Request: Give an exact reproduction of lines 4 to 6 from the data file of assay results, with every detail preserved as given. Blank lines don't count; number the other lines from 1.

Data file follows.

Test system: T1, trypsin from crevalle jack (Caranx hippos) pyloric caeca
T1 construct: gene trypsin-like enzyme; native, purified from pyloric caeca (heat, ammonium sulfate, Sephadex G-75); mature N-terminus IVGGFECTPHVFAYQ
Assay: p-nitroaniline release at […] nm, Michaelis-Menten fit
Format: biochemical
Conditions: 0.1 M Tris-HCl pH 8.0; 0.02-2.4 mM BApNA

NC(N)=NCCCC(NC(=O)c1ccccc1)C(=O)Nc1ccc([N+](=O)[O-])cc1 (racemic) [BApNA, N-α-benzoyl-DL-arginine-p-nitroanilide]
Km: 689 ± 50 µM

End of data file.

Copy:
Format: biochemical
Conditions: 0.1 M Tris-HCl pH 8.0; 0.02-2.4 mM BApNA

NC(N)=NCCCC(NC(=O)c1ccccc1)C(=O)Nc1ccc([N+](=O)[O-])cc1 (racemic) [BApNA, N-α-benzoyl-DL-arginine-p-nitroanilide]